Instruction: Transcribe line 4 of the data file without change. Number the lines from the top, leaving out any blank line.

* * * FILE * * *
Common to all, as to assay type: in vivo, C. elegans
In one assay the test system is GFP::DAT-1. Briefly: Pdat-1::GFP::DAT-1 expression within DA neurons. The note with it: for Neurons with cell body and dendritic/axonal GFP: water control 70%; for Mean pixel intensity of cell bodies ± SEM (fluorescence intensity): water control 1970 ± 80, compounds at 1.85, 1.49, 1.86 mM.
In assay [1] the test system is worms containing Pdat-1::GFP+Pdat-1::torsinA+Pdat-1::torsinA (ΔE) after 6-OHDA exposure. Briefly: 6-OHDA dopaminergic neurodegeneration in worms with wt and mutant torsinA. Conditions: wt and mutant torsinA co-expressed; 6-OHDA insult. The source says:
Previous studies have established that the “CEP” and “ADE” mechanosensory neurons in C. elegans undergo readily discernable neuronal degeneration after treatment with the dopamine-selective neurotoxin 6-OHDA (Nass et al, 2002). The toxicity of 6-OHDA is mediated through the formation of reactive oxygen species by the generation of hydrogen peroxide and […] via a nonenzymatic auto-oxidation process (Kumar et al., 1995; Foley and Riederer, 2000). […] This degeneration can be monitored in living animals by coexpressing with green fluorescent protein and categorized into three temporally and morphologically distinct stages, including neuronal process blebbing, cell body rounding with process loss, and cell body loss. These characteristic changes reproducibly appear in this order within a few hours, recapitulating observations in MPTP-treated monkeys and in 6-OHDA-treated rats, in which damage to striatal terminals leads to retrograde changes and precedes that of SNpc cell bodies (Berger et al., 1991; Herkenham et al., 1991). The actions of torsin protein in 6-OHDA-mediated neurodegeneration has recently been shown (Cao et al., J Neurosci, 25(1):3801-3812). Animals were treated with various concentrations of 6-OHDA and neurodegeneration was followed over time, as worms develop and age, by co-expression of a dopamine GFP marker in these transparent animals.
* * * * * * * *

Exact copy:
Previous studies have established that the “CEP” and “ADE” mechanosensory neurons in C. elegans undergo readily discernable neuronal degeneration after treatment with the dopamine-selective neurotoxin 6-OHDA (Nass et al, 2002). The toxicity of 6-OHDA is mediated through the formation of reactive oxygen species by the generation of hydrogen peroxide and […] via a nonenzymatic auto-oxidation process (Kumar et al., 1995; Foley and Riederer, 2000). […] This degeneration can be monitored in living animals by coexpressing with green fluorescent protein and categorized into three temporally and morphologically distinct stages, including neuronal process blebbing, cell body rounding with process loss, and cell body loss. These characteristic changes reproducibly appear in this order within a few hours, recapitulating observations in MPTP-treated monkeys and in 6-OHDA-treated rats, in which damage to striatal terminals leads to retrograde changes and precedes that of SNpc cell bodies (Berger et al., 1991; Herkenham et al., 1991). The actions of torsin protein in 6-OHDA-mediated neurodegeneration has recently been shown (Cao et al., J Neurosci, 25(1):3801-3812). Animals were treated with various concentrations of 6-OHDA and neurodegeneration was followed over time, as worms develop and age, by co-expression of a dopamine GFP marker in these transparent animals.